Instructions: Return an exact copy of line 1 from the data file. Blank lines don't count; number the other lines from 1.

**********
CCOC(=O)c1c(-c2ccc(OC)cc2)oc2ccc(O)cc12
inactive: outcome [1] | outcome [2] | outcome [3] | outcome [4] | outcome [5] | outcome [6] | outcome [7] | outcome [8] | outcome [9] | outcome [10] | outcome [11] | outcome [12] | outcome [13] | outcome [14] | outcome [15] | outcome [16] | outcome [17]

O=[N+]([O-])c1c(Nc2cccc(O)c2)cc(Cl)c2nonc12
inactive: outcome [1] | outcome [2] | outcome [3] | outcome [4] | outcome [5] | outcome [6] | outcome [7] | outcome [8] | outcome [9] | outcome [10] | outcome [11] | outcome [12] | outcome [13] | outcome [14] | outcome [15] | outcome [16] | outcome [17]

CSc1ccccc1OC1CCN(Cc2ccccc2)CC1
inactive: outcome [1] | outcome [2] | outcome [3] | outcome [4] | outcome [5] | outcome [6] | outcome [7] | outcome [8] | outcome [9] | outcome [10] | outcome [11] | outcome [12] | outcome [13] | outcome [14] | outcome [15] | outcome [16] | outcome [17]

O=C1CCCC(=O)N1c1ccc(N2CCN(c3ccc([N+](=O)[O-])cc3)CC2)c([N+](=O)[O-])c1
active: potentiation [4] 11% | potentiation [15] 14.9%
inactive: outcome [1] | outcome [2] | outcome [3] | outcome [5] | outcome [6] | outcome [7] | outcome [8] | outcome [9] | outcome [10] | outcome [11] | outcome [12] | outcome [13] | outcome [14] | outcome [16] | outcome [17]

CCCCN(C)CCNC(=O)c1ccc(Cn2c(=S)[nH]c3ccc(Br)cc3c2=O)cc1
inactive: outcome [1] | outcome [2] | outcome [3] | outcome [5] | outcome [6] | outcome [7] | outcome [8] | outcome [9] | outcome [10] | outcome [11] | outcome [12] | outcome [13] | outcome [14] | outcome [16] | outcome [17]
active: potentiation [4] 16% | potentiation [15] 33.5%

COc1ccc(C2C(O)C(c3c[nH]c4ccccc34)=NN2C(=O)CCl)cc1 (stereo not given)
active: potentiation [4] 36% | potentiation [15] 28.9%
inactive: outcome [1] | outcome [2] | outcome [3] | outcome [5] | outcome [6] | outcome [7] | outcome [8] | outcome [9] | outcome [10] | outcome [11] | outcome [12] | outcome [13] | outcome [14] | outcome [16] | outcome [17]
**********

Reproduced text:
CCOC(=O)c1c(-c2ccc(OC)cc2)oc2ccc(O)cc12